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Chapter 4

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University of Toronto St. George
Lorne Tepperman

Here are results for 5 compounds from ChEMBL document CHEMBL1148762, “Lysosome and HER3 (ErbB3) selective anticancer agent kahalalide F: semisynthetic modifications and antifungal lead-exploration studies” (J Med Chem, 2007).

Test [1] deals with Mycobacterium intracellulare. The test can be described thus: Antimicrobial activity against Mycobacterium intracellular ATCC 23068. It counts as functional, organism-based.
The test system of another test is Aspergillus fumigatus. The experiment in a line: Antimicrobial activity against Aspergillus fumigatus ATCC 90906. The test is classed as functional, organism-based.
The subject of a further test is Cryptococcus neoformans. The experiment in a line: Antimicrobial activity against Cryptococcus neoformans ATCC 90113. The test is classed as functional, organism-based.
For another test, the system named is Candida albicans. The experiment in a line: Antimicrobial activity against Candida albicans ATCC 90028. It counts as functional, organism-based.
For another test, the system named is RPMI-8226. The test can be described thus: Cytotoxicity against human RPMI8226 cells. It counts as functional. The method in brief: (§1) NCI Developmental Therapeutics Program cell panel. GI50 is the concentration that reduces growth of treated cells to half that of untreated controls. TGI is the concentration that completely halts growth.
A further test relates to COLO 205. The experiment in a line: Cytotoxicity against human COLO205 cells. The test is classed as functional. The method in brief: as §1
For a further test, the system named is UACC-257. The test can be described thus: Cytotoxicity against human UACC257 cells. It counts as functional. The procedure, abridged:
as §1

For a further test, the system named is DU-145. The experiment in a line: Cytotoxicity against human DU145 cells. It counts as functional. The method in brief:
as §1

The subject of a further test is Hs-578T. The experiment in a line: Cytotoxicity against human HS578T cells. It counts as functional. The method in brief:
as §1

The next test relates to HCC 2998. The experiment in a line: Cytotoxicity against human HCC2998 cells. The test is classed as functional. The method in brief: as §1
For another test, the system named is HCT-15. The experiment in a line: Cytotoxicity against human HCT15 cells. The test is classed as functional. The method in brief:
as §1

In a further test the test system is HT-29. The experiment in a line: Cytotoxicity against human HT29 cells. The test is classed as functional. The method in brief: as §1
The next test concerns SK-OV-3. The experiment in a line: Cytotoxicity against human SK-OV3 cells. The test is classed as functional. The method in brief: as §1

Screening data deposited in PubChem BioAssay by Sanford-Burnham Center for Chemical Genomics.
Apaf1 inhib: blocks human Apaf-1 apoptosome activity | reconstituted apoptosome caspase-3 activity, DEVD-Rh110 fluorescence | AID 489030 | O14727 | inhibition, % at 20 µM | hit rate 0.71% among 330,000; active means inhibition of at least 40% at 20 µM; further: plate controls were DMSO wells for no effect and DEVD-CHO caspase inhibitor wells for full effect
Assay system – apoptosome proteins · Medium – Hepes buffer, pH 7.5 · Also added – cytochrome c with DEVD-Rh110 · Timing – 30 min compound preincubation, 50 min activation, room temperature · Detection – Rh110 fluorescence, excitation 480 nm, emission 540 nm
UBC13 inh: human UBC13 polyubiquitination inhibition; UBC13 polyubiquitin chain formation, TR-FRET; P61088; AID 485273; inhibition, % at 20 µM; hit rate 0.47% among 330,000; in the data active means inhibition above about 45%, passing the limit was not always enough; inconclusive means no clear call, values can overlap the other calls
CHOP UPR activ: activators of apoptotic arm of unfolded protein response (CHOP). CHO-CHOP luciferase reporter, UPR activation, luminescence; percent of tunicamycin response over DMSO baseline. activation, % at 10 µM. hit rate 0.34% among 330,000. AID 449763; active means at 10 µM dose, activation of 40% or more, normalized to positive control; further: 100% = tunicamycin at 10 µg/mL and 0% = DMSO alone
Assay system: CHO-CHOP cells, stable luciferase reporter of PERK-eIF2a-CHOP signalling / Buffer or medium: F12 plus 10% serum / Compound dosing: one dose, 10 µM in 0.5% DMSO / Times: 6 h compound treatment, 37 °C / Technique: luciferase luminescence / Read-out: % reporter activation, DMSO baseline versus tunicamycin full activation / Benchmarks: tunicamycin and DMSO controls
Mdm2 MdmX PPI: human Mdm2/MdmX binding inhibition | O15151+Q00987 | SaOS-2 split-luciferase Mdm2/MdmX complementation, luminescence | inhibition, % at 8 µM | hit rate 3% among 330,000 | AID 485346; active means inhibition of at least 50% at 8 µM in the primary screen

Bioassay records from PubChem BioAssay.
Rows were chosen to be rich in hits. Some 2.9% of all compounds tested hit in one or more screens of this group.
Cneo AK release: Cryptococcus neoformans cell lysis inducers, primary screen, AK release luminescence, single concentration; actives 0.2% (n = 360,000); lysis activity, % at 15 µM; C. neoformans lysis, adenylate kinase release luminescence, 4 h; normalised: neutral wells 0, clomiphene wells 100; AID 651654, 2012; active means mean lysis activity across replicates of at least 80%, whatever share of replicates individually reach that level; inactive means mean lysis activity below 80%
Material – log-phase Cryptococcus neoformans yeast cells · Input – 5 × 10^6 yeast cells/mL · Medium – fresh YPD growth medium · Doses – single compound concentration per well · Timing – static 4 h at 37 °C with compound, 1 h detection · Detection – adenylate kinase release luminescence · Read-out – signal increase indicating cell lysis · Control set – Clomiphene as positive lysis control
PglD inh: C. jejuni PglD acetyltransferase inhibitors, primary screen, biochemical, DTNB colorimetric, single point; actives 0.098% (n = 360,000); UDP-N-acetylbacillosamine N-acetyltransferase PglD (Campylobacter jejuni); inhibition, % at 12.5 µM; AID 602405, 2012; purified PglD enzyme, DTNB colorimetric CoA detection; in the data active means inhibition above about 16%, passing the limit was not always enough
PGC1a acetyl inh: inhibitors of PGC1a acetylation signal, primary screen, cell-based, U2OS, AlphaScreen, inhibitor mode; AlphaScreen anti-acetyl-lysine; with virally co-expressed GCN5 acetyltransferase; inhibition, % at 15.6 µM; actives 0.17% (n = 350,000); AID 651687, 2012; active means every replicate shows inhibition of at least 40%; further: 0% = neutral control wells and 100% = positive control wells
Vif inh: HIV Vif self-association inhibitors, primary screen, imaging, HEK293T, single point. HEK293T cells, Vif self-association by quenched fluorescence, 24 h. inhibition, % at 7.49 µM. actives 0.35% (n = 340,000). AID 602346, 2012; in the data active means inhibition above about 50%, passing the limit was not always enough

Soc 103 chapter 4 - Cultural differences matter. They underlie many of the misunderstandings that arise in the interactions between people and are many of the challenging societies face in reconciling how some groups of humans live vs. others o We are likely to see more cultural variation from one country to next o Study of history and anthropology makes us aware of how widely cultures have varied over space and time - Why focus on the difference? We tend to take culture for granted because we assume that our behavior is a result of human - nature/common sense - The only universal is culture itself: the central role culture plays in tying people to their society through its connection with both social structure and private experience o Macro level – the dominant values of culture are expressed in its social institutions o Micro level – culture works to shape personalities through socialization, - Concept of culture is an important link between the macro/micro perspective on society Ways of looking at: culture Functionalism - Their view culture as having an integrative role in society. They typically look to culture to explain consensus and stability o Civic culture is functional to the festival of democracy.  ‘police are your best friend’ – sentiment typically invoked - Durkheim – emerged from his works o This perspective identifies ways in which culture creates social solidarity, provides stability and assurance, and unites the member of a social groups  They see cultural elements, such as norms, values, beliefs, as arising out of social culture and influencing cultural life  We can look at these elements as evidence of what is important for society, not what the capitalistic enterprise seeks to promote for its own gain  For instance, they would say that the importance of education in a modernizing society is needed o To function properly, one requires more highly educated individuals Critical Theory - They focus on group difference in power and belief. They point out that strongly stated values often indicate conflict between 2 groups with the society - They might also show how overtly stated ‘general’ values often work to benefit some people at the expense of others - This perspective is based in part of insights of Karl Marx o He critiqued these arguments for ignoring the role material, chiefly economic relations in shaping people’s thoughts and actions o He focused on not on ideas and the culture within which they are situated, but on the mode of production that characterizes a historical period and shapes the ideas that develop in a society of that time o He argues that it’s not the culture and ideas that shaped society, but rather the material relationships between members of society that shape culture  From this prospective, the culture are rooted in the economic relations of industrial, and increasing global, capitalism  Capitalism give rise to a dominant ideology, a system of thoughts/beliefs that justify capitalism o By limiting criticism/encouraging support of a neoliberal consumer culture - Since Marx, this perspective has less rigidly focused on economic relations as the foundations for culture and its elements / focuses on other economic relations as foundations for culture and its elements and focuses on other sources of domination o Although theorist still believe that the culture of modern industrial societies perpetuate capitalism, they recognize the role of other factors as well Symbolic interactionism - Often working with dramaturgical approach, they see culture through microsociological lens o For them, culture arises out of the individual face-to-face interactions of social actors and the symbols they communicate through the exchange of meaning - For them, culture shows itself in the creative use of values and norms in the course of everyday interactions, o 2 people my share the same cultural values, but, they still work out the detail in their conversations - Since humans are complex/creative, they caution us against thinking of values/norms as commands that people are programmed to follow always in the same ways - Culture also shows itself in the decisions we make in choosing to communicate in the first place, or to avoid doing so o In what we say/don’t say, what’s kept secret/what’s not o Interactions adds to our culture Cultural Studied perspective - These theorist looked at how subcultural groups at the margins of society lay claim to elements of the dominant culture, redefine them through alternative meanings or ideas, and thus shape their own cultures outside the dominant environment - These Birmingham theories borrowed some of their ideas from critical perspective, especially the notion that dominant groups use ideas to justify their domination over inferior groups - In some ways like symbolic interactionism, cultural studies focuses on the role of meaning in culture - Hall: points out that while the dominant group encodes this material, other people decode it based on their own social/cultural position The production of culture perspective - The production of culture perspective sees the origin of culture in material culture and in social action around this material culture o I.e. mass media, technology, art, etc… - this perspective looks more closely at the concrete ways in which culture is produced, rather than simply accepting - that it somehow arises out of the underlying social structure o theorist consider the cultural studies approach too vague about the actual source of culture - canvas and careers (white): their study of impressionism as a new art style highlights the role of ‘the artist’ and their need to make a living (not just sell a few canvas) Language: a key cultural realm - symbolic interactionism – interested on how people work out patterns of actions often making tactical alignments in order to do so - other theorist – interested as cultural element o structural functionalists – interested in ways subgroups (prisoners) develop their own language to maintain the cohesion of the group o critical theorist – interested in how language is used to subordinate disadvantages groups in society o feminist – through language, culture shapes our perception of reality (perception of men/women)  androcentric/sexist language illustrates gender inequality/ perpetuates the problem  some words are described as androcentric, questioning the role in description  policeman – typically assume as normal, putting the assumption that all police are man o using these ‘masculine terms, affirm the traditional exclusion and subordination of women - language issues goes beyond gender inequalities, for language structures all of the ways we perceived reality o language is an abstract system of sounds, signs, and gestures in which the speaker express their thought - Sepir/Whorf: language expresses our thought but also structures them o They way language is structures has immense significance for the way we experience the world o Cultures provide words to describe, teaching members on what the societies cares about Classic studies: the protestant and the spirit of capitalism - Written by weber. This book is concerned with the way religion can create material progress and not merely justify the rule of a dominant class (as Marx claimed) o Capitalism evolved in Europe when the protestant ethnic influenced large number of people to engage in the work in this world o Protestantism encourages people to develop their enterprises and engage in trade. This